Having a rock-solid pilot wasn’t as important for longevity in the early ’90s as it is now because audiences had fewer viewing options back then, but a strong start sure helped. I don’t know about you, but when Mulder dances in the rain after experiencing missing time, or when the Cigarette Smoking Man (William B. Davis, playing a mysterious figure with some sort of connection to the alien conspiracy) files away the latest bit of evidence in a government warehouse, or when Scully discovers Billy Miles’s muddy feet, I am in. The power here is all in suggestion and shadow, and if there’s any lesson The X-Files learned from its pilot, it was this one.
Zack: Yes, that dancingintherain shot is one of my favorites. The scene late in the episode, in which someone torches Mulder’s and Scully’s hotel rooms and burns all the evidence Mulder’s was so excited about, hooks the viewer, and establishes the onestepforwardonestepback model that would drive so much of the series mythology. That approach might get tiresome eventually, but it works shockingly well here because there’s so little context. Things had been progressing nicely, and then everything hits a wall.
Speaking of when the show debuted, I think one of the other elements that distinguished it immediately from its contemporaries was its commitment to being legitimately scary. “Pilot” is short on monsters, but it has atmosphere in spades, which would keep the season afloat even in its weakest entries . The entire episode is shot through with a perpetual unease, which is fitting for a series so invested in undermining perceived truths. By the time Mulder and Scully are blundering through the woods by themselves, it’s not hard to believe that anything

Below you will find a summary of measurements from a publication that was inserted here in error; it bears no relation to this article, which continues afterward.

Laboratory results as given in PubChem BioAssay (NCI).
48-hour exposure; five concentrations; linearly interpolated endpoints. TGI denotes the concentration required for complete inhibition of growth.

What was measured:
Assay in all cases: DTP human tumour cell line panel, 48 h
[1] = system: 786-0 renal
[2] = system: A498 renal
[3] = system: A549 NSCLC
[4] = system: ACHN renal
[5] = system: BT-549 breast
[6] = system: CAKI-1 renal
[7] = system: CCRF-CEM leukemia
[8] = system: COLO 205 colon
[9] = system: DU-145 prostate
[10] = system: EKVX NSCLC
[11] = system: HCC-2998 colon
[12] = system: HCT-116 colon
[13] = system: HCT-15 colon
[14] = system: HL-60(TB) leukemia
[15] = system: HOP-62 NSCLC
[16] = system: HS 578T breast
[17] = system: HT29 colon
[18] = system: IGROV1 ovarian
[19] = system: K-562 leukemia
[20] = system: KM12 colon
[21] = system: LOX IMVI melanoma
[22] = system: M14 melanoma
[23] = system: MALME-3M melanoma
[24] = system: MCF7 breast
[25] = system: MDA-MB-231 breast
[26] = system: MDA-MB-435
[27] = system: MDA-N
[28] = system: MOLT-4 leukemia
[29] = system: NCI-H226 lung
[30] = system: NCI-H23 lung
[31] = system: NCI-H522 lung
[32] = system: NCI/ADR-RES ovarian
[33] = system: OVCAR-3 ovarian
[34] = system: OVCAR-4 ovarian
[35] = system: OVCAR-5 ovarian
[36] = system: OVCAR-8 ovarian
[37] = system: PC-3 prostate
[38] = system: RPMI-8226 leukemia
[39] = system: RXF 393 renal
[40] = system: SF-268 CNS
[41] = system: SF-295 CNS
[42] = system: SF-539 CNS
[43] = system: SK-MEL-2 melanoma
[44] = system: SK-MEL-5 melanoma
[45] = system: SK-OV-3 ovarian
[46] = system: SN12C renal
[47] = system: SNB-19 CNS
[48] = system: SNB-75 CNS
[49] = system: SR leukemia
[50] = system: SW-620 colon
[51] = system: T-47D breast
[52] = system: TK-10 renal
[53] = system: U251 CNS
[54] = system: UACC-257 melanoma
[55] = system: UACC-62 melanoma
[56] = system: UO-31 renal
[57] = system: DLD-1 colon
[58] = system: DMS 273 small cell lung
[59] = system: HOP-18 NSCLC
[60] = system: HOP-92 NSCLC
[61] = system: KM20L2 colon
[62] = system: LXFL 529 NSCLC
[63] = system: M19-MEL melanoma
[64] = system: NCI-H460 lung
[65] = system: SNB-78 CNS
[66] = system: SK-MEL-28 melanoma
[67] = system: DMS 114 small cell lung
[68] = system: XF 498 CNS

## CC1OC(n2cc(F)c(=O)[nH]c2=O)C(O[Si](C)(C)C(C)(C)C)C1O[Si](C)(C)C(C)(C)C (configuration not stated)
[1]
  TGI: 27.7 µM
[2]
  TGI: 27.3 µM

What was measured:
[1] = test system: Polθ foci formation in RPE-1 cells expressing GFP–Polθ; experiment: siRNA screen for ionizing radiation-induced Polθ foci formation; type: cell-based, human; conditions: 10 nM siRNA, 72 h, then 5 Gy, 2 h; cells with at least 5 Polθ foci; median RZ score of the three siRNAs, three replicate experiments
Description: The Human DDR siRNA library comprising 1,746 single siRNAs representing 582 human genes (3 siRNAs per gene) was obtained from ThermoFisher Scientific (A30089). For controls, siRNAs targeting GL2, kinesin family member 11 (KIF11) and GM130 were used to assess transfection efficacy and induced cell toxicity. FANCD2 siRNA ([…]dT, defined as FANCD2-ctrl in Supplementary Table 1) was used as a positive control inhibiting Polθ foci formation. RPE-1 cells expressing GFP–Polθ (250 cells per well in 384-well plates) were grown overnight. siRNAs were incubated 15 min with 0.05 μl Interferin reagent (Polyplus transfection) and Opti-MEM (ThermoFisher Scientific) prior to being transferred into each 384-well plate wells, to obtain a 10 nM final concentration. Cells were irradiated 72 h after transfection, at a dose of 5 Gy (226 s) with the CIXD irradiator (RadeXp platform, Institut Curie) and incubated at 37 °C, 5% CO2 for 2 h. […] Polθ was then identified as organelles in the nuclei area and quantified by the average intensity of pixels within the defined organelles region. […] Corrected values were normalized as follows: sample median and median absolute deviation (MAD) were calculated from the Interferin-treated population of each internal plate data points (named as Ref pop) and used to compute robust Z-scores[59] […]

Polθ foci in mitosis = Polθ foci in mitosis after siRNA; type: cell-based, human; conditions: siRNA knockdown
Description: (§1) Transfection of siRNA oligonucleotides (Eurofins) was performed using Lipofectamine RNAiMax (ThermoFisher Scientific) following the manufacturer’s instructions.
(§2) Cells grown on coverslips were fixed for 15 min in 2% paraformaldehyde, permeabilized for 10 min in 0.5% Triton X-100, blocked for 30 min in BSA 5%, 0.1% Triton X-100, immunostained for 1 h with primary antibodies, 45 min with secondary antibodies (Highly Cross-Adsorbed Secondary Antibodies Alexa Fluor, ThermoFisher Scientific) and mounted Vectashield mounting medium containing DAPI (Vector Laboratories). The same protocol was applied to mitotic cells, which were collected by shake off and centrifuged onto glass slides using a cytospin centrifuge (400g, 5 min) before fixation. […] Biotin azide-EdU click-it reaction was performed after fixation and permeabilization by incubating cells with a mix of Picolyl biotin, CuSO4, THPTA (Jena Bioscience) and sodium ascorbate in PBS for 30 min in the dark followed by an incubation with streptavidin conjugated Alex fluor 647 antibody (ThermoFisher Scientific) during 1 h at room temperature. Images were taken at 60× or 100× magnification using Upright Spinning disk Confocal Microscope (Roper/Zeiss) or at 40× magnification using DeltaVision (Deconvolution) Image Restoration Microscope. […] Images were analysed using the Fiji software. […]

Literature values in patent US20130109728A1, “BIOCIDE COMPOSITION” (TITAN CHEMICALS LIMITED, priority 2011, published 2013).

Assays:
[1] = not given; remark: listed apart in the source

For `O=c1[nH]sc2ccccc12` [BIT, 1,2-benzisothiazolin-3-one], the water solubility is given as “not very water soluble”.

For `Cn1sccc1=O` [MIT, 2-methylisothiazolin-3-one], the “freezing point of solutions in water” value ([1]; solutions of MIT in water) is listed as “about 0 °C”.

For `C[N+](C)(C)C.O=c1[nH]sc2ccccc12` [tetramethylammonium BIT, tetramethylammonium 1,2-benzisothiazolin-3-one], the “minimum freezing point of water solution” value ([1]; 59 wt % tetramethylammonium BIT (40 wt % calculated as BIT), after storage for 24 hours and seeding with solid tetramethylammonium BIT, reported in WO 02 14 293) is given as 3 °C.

While it would take a little while for the show’s sense of humor and the impressive flexibility of its premise to solidify, the horror was there, right from the beginning, even if it was only atmospheric. “Pilot” instills a terrific sense of dread—which, in combination with a pair of likable heroes, was more than enough to make me a fan for life.
Todd: Dread is really what you want from TV horror anyway. It’s hard for TV to effectively execute horror, because it can’t truly offer the kind of catharsis that marks the end of a great horror tale. Horror is driven by fear of death or something worse than death, but a television protagonist can’t die or suffer too horribly, because we need to check in with them again next week. But television shows can spin dread almost effortlessly when they tune in to the right frequencies, and The X-Files’ earliest hours remind me, yes, of Twin Peaks, its most obvious forebearer . These early episodes also make me think of shows that would follow the mold of The X-Files, series like Lost, which would figure out how to bottle that dread almost as well.
But there’s nothing quite like the way this pilot creates an entire world that exists just on the edges of our own. It’s clear that the show’s creator, Chris Carter, doesn’t yet understand how the aliens function, or what they want, or why they’re abducting certain people. But he knows they’re here, and that’s almost more important than anything else.
The X-Files’ pilot is an extended hand, both to Scully and to the viewer, an invitation to leave behind the highway and step into the woods, where reality becomes patchy and the rules bend and twist like trees in the wind.
1: “If succeeding chapters can keep the pace, the well-produced entry could be this season’s UFO highflier,” wrote Tony Scott of Variety, in a review of “Pilot” that was both very positive and slightly concerned about the show having room to expand in future episodes.
3: When Scully runs half naked into Mulder’s hotel room, it should feel more exploitative than it does, but the moment works, perhaps because the two actors have already built such firm chemistry.
4: Hello, “Space” (S1E9)!
5: So much of this pilot feels like Chris Carter throwing pebbles at David Lynch’s bedroom window to try to get him to come say “hi.”
Excerpted from Monsters of the Week: The Complete Critical Companion to The X-Files, copyright © 2018 by Zack Handlen and Todd VanDerWerff.